Edition Focus: Navigating the Internship Process

What is the most common mistake you see in internship applications?

How to avoid pitfalls of internship applications.
By Kellye S. Carver

1.“Excessive transparency in essays: ‘I knew I wanted to become a psychologist as soon as my bipolar disorder got stabilized.’
2. Preposterous statements about career motivation in the essays: ‘When my parachute wouldn’t open, I experienced overwhelming anxiety. When it finally did and I landed, I knew I wanted to become a psychologist and reduce others’ anxiety.’”

Robert Goldberg
Louis Stokes Cleveland DVA Medical Center

“...[Failing] to reflect understanding that the internship year is a ‘generalist’ psychology experience. The application has premature focus on specialization that is more appropriate to the postdoctoral level. Its nice to know where you’re going professionally and to have goals for the long term, but the internship is your debut as a full-time psychologist and openness to experiences marks the good application.”

Kenneth Adams
VA Ann Arbor Healthcare System

“Padding the application with extraneous stuff that slows the review of the application process. Please remember that the reviewer has a limited amount of time to go over a large number of applications. The most common mistake in this respect is the long intro letter. I give extra credit for applicants whose intro letter is short and to the point. You can go into detail about all your great accomplishments on the essays and your CV. [Another mistake is] not giving enough credit to yourself for accomplishments that you should mention. Ours is a generalist internship — the more varied your accomplishments the more you will stand out. For example, if you have played in a band, traveled extensively in foreign countries, were a volunteer fire fighter, put it down. The most common mistake perhaps (and the one that really disgusts me) is the ‘generic’ autobiography that lists how passionate you are about research, and details what you have done in the labs of drs. X, Y, And Z. I would really prefer to have a bio that defines you as an individual and makes you stand out from the crowd.”

Bela Geczy, PhD
Oklahoma City VA

“...Forgetting to change the name of the program to the one to which you are applying. Getting an application telling me how much you want to work at a different VA does not make a positive impression!”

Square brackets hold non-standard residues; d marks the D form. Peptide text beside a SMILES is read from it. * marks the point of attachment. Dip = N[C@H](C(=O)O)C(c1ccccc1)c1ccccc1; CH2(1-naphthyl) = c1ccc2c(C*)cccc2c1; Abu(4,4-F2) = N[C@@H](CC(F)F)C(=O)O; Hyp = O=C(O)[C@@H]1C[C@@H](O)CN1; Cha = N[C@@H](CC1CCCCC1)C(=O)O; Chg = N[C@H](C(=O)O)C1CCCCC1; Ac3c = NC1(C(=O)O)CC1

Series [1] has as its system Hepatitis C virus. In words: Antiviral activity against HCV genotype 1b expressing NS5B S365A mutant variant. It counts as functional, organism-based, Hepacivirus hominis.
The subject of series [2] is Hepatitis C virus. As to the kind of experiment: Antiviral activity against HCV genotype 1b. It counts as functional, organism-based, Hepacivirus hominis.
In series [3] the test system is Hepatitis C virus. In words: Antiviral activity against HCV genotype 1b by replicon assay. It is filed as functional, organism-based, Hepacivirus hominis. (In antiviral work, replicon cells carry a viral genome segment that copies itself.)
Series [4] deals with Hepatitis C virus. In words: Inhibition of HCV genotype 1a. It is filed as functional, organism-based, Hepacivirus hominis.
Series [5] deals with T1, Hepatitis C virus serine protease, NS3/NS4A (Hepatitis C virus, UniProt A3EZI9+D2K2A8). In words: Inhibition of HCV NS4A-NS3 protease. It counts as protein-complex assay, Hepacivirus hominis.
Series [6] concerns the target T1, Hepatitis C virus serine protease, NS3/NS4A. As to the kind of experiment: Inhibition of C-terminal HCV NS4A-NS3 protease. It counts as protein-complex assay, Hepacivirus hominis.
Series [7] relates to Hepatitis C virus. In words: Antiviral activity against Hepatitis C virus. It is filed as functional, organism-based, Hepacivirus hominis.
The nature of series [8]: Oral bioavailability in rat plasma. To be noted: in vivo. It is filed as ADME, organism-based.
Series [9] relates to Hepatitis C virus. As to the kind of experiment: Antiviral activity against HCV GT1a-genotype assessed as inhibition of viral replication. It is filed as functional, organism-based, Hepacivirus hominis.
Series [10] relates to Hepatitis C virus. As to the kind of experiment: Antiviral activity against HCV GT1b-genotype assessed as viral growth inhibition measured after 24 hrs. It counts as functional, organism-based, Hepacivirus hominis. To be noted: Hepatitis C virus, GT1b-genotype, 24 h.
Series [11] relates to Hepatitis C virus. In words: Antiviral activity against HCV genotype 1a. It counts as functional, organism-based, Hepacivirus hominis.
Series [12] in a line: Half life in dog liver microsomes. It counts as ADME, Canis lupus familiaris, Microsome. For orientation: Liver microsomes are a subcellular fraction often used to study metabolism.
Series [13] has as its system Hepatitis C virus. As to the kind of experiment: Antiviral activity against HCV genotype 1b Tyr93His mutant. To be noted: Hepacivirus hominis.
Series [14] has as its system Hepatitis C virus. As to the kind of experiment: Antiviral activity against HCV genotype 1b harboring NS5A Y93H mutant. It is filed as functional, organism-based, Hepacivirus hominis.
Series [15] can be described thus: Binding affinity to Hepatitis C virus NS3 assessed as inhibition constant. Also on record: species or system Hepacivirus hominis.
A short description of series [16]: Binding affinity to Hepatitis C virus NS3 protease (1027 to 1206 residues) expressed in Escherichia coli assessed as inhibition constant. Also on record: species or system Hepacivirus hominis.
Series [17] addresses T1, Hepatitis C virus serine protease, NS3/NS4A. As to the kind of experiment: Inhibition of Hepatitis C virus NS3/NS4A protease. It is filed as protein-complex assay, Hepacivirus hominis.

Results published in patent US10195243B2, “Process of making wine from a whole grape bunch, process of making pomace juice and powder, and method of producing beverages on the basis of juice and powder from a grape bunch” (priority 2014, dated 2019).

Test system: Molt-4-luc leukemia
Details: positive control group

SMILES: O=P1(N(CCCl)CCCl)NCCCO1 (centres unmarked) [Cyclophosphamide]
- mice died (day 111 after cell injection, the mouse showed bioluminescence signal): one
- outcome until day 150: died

Diana Sholtz, PhD
VA Maine Healthcare System

“Turning in an overly sanitized application. Applicants go over their materials so many times, get competing and conflicting information from so many different and entirely valid sources, but the end product o-ten is a ‘version’ of you that is so bland, you risk fading into the background.”

Sarah E. Turley, PhD
Salt Lake City VA

“...Lack of seriously proofreading submitted materials. I would recommend all candidates have others proofread essays all of their materials prior to submission.”

Richard Yocum, PhD
Western State Hospital

“Not following the guidelines of the program. For instance, minimum number of contact hours or assessments with specific instruments are required by our program. I would guess that approximately half of the applications that we receive do not come near to these criteria, yet the application is sent to us anyway.”

Jody A. Rubenstein, PhD
VA North Texas Health Care System

“The ‘personal’ essay is all about your work in the field of psychology — this one is a real pet peeve of mine. … [Also,] having all of your recommendation letters originate from your school. At least one letter (two is better) should come from an outside practicum supervisor.”

Myra Elder, PhD
James H. Quillen VAMC

“...When applicants submit an application to our internship program with a cover letter that clearly reflects training experiences offered at one of the other two APA-accredited internship programs in Little Rock. This happens every year and reflects very poorly on the applicant’s organizational and proofreading abilities. We automatically exclude these applicants from review because we cannot be certain if the application was intended for us or was a mistake.”

Hillary R. Hunt, PhD
Arkansas State Hospital

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